By Maeve Maddox
I find language fodder all over.
This post was triggered by a Facebook video.
The owner of the red cars and truck lurks in concealing to film the ladys foreseeable trouble. Once the female has ended up having a hard time across her passenger seat, the owner of the red car comes out of hiding, gets into his automobile, and zips off through the empty space in front of him.
The video has a header and an accompanying text.
Header: Woman pays the rate for double parking.
Double-parkingDouble-parking takes a hyphen. It is an expression related to parking on a street, not in a parking area. It describes the practice of parking a car next another car that is already parked in an area parallel to the curb.
Apparently, parking too close to the car in the next area has ended up being common. Ive seen several “teach them a lesson” videos like this one, in which self-styled parking cops deliberately pen in a cars and truck to “punish” the unknown motorist.
We could utilize a new term for parking too near another vehicle in a car park. Since “double-parking” describes street parking, I suggest “squeeze-parking” for the phenomenon of parking too near a neighboring automobile in a shop parking lot.
In the text that accompanies the video, the womans car is referred to as straddling the line.
straddlingThis word has acquired many metaphorical meanings, but it began as a word to explain standing, sitting, or walking with legs large apart. In recommendation to the human body, the action places exactly half on each side of the straddle. For a car to straddle a parking line, it seems to me that the car would need to be basically centered on the line, half on each side. I have actually seen parking area that method in the past, presumably to prevent other cars from coming too close. I doubt the method works anymore.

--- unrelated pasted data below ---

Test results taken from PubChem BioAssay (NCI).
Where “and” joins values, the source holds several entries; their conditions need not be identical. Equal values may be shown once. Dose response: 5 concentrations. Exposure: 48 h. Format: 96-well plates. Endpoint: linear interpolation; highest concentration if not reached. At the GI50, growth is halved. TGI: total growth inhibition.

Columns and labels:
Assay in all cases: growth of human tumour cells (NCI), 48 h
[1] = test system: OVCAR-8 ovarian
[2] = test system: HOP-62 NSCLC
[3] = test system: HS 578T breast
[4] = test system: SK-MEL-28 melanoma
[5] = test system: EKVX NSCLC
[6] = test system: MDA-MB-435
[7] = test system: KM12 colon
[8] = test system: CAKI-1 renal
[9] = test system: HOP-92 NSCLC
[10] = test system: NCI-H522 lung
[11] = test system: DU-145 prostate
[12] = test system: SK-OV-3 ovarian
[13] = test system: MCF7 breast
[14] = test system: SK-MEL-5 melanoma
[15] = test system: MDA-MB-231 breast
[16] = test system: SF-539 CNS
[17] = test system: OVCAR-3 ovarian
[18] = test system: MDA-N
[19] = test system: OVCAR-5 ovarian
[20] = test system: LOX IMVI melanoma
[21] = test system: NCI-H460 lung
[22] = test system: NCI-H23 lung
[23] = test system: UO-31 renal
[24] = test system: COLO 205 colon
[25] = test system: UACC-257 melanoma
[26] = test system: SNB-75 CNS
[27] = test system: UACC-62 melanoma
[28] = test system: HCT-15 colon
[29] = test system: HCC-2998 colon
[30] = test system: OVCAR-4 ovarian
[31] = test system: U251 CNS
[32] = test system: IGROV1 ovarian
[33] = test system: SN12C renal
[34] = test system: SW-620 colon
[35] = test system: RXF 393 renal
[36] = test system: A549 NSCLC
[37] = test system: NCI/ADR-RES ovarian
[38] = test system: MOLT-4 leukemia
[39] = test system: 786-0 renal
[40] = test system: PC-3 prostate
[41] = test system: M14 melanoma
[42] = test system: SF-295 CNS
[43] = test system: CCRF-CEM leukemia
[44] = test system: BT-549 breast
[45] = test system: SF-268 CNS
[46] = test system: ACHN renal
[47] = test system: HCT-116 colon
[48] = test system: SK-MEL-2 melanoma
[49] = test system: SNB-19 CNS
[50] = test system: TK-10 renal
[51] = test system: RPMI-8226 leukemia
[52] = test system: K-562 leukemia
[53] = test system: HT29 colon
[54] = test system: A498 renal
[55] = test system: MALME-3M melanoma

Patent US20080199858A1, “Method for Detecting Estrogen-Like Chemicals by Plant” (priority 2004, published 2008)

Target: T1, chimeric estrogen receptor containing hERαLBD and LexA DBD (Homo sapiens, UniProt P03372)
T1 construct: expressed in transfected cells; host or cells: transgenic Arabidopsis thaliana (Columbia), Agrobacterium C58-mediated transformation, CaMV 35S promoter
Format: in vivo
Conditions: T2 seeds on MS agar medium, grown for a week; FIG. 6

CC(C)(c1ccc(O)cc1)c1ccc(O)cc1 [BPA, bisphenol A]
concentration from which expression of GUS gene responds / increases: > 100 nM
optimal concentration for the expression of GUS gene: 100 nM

The narrator of the video states, “the owner [of the red automobile] saw her and right away looked for out on a mission to teach her an important lesson.”
looked for out on a missionThis mistake could obtain from a mishearing of the expression “to set out.”
Sought is the previous kind of seek, an old-fashioned verb significance, “to try to find.” In modern-day English, look for and looked for can carry a connotation of lofty goal. For instance, the objective of the Starship Enterprise:
to check out strange new worlds, to seek out new life and new civilizations, to boldly go where no male has actually preceded.
And Tennysons stirring paean to the remaining strengths of old age:
Much is taken, much abides; and thoughWe are not now that strength which in old daysMoved earth and paradise, that which we are, we are, One equal temper of brave hearts, Made weak by time and fate, however strong in willTo make every effort, to seek, to discover, and not to yield.
Look for and looked for frequently suggest browsing with terrific effort and/or seriousness.
We looked for haven in doorways and under vehicles.More than 100 men have actually looked for shelter at the objective on some nights this winter.
The phrasal verb look for differs from the single verb seek. One seeks workplace, looks for aid, looks for ones fortune, but seeks out particular individuals or things that may be hard to discover:
They sought out dying guys on the battleground and lay next to them to comfort them.Stopping in Dubai, he looked for Zovko, one of his army mates from Fort BraggDuring hard economic times, consumers will constantly seek out affordable splurges.
Lastly, sought-after, often seen without a hyphen, is a popular qualifier:
Watson likewise has become a much demanded style design, admired for her style.She also takes place to be among the most desired individual fitness instructors in Europe.This is among the premier and demanded organizations in the Piedmont Triad.Mundos likewise ended up being the Philippine federal governments most in-demand terrorist.
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As soon as the lady has finished struggling across her passenger seat, the owner of the red car comes out of hiding, gets into his vehicle, and zips off through the empty space in front of him.
It refers to the practice of parking an automobile next another car that is currently parked in a space parallel to the curb.
For an automobile to straddle a parking line, it seems to me that the automobile would have to be more or less centered on the line, half on each side. I have actually seen vehicles parked that way in the past, probably to dissuade other vehicles from coming too close. In contemporary English, seek and sought can bring a connotation of lofty goal.